November 11, 1980
"Nothing in the Code of Professional Responsibility prohibits the use of an lawyer-client agreement which provides that only certain work will be done for the fee; that additional work will be performed solely upon the payment of an additional fee; and that the additional fee shall be paid in advance, provided that full disclosure of these terms are made to the potential client in advance and the agreement otherwise complies with Disciplinary Rules 2-106, 2-107 and 2-110."
You ask the following questions with regard to written fee agreements between an lawyer and a prospective client:
Prior to establishing a lawyer-client relationship, may a lawyer enter into a written contract with the prospective client providing that certain services only will be provided the client and additional services shall only be provided upon payment of additional fees. For instance, may a lawyer by contract, limit his or her services to a prospective client in a divorce proceeding by providing that for a certain fee plus costs, the lawyer will prepare a summons and complaint, have the summons and complaint served upon the defendant, prepare a judgement of divorce and appear at one court hearing, but shall provide no further services.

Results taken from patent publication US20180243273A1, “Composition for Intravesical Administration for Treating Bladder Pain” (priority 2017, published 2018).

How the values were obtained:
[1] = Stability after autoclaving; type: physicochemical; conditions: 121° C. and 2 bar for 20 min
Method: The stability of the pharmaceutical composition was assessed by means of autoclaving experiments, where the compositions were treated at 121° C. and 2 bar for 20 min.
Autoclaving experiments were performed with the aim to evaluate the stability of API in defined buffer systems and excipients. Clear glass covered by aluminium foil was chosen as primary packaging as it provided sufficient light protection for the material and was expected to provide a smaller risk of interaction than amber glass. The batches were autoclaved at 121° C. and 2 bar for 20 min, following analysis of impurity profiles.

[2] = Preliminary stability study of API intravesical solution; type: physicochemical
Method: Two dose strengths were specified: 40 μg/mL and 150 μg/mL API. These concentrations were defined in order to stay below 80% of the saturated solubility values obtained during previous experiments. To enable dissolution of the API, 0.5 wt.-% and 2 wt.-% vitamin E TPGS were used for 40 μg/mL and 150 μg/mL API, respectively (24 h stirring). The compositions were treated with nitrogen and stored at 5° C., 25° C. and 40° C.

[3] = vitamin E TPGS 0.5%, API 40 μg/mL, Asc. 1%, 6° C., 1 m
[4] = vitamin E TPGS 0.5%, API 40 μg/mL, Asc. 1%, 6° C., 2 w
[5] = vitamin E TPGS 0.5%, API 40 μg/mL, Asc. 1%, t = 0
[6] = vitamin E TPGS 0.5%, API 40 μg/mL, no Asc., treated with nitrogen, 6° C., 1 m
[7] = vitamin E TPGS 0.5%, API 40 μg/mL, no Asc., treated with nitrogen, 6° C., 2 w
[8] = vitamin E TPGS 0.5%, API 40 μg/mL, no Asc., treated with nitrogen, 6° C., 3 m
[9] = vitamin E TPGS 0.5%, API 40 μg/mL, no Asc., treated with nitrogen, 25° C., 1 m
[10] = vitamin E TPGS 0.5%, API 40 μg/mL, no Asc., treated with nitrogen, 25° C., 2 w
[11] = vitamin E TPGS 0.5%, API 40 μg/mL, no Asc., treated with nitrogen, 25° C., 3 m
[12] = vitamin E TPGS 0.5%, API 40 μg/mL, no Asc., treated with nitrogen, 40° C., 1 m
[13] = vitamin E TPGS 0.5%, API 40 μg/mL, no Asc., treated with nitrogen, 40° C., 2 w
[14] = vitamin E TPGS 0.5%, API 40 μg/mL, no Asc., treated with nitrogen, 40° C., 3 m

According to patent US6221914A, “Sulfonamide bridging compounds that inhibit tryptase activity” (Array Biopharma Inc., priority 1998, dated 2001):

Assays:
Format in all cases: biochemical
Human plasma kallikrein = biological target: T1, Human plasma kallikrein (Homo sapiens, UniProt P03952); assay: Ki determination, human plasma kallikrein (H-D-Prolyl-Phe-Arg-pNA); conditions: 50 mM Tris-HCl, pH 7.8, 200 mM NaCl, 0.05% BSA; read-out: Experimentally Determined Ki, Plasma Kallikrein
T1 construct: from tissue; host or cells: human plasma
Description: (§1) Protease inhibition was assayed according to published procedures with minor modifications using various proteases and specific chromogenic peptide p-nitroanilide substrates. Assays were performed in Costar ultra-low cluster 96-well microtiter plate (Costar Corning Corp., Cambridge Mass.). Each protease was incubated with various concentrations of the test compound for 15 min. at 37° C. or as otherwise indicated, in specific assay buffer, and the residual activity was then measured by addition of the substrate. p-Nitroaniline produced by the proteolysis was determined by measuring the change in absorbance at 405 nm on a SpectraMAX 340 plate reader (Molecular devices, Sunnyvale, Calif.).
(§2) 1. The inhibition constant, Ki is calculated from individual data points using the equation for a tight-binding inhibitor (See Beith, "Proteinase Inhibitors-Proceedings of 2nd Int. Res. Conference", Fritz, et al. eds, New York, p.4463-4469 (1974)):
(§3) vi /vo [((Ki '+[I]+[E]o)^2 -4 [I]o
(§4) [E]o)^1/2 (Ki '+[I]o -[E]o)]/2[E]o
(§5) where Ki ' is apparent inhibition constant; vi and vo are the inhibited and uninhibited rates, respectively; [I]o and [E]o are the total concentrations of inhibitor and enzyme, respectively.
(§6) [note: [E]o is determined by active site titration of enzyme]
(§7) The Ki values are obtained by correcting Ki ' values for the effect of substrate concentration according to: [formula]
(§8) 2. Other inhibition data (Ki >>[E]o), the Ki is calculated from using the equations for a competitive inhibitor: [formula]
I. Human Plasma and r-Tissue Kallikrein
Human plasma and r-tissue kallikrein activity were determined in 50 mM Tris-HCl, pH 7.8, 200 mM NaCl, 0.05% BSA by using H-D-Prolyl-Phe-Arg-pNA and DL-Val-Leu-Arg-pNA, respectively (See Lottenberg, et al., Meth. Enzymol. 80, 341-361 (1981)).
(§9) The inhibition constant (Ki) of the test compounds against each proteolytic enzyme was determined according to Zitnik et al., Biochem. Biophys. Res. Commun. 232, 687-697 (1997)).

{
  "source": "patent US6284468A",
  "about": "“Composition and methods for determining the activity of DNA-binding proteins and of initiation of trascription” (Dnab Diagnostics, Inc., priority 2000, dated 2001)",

If the lawyer is allowed to enter into such a contract as provided in paragraph 1 above, may he or she (or must he or she) provide additional court hearings, friend of the court meetings or respond to additional pleadings such as motions or negotiate a property settlement agreement, solely upon the payment of additional fees?
If the lawyer may provide separately for the provisions of additional services as specified in question #2, may the contract also provide that these services shall only be rendered if the payment for them is received in advanced?
All of the above questions are predicated upon a contract being entered into prior to the establishment of the lawyer-client relationship.
It is the opinion of this Committee member that there is no problem with an agreement of the type which you propose provided, of course, that full disclosure of the contractual terms is made to the potential client. Just recently, this Committee approved and, in fact, encouraged this type of retainer agreement in many lawyer-client relationships. See Informal Opinion 537 dated July 22, 1980.
Various bar association ethics committees have supported this position on many occasions. In its Opinion #369, the Committee on Professional Ethics of the Association of the Bar of the City of New York and the New York County Lawyer's Association held that it was not professionally improper for a lawyer, prior to the institution of a divorce proceeding, to ask his or her client for a fee and for the necessary disbursement incident to commencing action.
Moreover, the Committee on Professional Ethics of the American Bar Association held in its Informal Opinion 334 that unless it will prejudice a client's legal position, a lawyer need not perform additional services until he or she is paid.